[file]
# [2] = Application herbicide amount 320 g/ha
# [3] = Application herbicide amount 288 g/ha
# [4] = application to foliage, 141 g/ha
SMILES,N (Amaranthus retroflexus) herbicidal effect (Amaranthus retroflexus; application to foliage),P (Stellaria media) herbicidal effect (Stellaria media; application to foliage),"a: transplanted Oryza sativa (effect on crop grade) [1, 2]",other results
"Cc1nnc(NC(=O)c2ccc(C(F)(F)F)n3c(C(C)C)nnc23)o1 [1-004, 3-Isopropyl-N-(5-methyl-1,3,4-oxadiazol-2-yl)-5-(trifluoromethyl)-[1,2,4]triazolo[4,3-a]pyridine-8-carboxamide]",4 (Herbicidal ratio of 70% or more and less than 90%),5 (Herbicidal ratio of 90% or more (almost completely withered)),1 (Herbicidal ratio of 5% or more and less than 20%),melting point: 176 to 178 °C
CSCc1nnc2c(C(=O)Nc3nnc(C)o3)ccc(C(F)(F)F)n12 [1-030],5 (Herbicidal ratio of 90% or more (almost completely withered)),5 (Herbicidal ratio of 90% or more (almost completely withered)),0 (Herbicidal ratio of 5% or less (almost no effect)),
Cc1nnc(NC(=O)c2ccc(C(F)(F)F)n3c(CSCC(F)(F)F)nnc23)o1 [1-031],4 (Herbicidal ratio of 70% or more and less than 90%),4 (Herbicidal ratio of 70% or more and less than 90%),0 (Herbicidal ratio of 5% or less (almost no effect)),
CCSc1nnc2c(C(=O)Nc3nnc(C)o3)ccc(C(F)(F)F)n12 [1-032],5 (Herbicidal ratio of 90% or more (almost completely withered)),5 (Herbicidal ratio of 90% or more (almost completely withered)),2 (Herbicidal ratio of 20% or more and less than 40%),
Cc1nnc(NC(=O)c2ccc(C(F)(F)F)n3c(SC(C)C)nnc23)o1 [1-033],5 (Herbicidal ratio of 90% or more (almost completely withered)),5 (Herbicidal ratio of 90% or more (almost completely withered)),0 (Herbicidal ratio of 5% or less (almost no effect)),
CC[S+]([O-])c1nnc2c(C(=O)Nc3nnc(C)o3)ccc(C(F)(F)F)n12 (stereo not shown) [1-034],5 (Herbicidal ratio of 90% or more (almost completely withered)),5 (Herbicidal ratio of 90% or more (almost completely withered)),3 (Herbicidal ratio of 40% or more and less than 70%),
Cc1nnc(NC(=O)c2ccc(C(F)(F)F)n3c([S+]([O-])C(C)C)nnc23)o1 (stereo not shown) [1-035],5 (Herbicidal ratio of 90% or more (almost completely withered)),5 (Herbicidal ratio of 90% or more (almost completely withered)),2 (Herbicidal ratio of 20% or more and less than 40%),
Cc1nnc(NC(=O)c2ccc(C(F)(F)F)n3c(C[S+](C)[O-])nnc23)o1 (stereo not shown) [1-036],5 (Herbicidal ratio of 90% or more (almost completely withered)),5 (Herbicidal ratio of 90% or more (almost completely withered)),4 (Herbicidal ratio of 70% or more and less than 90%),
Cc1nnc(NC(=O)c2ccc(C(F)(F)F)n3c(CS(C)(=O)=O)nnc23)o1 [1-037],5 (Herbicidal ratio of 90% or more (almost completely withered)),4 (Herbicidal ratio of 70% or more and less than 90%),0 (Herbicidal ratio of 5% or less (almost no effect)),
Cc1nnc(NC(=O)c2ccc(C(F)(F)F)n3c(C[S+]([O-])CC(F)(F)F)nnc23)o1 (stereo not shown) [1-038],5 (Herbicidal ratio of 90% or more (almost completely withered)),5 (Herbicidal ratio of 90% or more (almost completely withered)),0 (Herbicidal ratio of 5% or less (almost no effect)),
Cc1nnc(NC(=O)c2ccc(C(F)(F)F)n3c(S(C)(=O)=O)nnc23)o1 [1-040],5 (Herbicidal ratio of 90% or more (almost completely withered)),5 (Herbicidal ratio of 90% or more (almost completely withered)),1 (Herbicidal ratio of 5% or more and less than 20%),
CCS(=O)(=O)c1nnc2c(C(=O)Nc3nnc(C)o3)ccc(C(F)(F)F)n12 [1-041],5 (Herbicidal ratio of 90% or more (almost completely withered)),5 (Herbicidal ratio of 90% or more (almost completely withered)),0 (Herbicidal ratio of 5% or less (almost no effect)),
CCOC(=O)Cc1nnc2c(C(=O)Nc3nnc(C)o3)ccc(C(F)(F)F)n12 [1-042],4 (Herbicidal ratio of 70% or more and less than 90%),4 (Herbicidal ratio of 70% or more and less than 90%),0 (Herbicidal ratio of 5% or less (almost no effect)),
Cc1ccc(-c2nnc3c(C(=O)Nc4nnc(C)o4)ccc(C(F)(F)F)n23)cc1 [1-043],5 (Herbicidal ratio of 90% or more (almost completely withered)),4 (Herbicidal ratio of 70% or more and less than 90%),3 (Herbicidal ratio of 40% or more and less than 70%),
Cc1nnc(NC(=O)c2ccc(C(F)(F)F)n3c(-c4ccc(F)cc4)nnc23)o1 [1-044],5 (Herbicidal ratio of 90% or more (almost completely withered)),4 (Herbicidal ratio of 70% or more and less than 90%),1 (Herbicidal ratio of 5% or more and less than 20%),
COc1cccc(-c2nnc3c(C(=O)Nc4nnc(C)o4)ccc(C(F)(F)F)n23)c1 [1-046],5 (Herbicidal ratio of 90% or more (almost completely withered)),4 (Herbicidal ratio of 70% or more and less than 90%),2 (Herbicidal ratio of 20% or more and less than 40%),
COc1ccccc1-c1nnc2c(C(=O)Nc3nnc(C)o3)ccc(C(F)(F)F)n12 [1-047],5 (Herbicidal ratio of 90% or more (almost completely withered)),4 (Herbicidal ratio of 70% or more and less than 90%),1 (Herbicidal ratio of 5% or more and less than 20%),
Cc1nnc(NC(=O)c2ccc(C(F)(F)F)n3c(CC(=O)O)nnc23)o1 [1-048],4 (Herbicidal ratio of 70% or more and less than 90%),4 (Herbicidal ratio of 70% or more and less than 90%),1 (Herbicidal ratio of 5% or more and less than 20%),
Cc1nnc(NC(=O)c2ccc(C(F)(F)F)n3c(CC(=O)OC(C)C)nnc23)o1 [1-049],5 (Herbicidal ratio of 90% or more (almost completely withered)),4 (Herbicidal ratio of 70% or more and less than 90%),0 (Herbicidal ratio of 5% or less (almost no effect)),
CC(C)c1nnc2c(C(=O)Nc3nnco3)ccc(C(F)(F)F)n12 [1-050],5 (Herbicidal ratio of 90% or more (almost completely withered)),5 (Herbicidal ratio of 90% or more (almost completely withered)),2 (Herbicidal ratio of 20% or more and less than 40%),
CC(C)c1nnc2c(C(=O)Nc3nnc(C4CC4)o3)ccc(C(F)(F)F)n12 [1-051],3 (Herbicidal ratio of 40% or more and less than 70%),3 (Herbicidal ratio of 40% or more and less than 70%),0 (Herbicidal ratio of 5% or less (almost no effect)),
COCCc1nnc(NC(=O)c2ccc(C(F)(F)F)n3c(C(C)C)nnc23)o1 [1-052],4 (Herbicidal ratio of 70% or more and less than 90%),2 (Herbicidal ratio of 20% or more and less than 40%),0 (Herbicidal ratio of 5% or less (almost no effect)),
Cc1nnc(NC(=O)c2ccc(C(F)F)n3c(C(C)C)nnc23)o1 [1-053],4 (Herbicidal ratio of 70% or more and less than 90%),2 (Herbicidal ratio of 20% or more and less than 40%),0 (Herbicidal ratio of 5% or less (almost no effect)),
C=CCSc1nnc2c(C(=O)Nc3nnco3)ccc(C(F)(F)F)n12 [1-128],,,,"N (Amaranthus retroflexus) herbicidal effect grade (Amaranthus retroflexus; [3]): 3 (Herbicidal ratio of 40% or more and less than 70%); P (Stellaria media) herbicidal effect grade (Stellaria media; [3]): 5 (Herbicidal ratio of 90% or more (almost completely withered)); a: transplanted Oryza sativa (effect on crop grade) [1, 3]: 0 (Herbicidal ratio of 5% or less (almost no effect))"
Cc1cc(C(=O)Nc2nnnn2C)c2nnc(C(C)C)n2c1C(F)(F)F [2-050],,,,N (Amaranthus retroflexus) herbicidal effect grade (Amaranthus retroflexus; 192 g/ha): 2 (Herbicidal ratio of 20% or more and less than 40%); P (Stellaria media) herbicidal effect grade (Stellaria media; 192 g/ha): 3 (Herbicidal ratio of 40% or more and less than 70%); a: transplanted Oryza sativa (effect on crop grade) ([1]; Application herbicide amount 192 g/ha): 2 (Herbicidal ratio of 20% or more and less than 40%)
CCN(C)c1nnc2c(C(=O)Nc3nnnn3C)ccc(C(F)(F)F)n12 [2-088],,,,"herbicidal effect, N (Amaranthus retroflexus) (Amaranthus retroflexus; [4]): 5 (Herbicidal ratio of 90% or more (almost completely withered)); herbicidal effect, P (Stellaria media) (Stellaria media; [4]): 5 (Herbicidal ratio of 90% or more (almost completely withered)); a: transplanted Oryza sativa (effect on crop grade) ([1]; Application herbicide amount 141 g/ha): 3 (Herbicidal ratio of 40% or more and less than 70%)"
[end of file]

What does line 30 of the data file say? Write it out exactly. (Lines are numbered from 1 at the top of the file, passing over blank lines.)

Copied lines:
CCN(C)c1nnc2c(C(=O)Nc3nnnn3C)ccc(C(F)(F)F)n12 [2-088],,,,"herbicidal effect, N (Amaranthus retroflexus) (Amaranthus retroflexus; [4]): 5 (Herbicidal ratio of 90% or more (almost completely withered)); herbicidal effect, P (Stellaria media) (Stellaria media; [4]): 5 (Herbicidal ratio of 90% or more (almost completely withered)); a: transplanted Oryza sativa (effect on crop grade) ([1]; Application herbicide amount 141 g/ha): 3 (Herbicidal ratio of 40% or more and less than 70%)"